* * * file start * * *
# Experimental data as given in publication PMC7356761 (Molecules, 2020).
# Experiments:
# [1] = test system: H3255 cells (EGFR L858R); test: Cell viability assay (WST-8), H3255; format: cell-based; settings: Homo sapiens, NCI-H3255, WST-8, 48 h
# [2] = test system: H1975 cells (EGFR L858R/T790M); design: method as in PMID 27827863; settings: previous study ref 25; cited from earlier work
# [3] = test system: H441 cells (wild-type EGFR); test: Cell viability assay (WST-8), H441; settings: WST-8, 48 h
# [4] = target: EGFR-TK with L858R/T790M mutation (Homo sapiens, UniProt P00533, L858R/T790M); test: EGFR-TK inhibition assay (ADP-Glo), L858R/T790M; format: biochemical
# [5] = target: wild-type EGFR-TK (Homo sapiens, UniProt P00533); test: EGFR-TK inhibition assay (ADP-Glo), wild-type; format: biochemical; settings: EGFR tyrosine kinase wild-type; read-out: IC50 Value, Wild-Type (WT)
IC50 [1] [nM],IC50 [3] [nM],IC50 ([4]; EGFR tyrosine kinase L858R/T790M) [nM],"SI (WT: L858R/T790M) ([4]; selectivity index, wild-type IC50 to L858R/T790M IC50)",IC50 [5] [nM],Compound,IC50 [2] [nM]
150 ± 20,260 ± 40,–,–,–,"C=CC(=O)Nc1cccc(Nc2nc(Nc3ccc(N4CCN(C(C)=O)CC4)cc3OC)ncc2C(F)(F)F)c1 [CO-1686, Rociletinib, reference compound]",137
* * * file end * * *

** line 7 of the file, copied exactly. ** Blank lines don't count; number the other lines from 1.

# [5] = target: wild-type EGFR-TK (Homo sapiens, UniProt P00533); test: EGFR-TK inhibition assay (ADP-Glo), wild-type; format: biochemical; settings: EGFR tyrosine kinase wild-type; read-out: IC50 Value, Wild-Type (WT)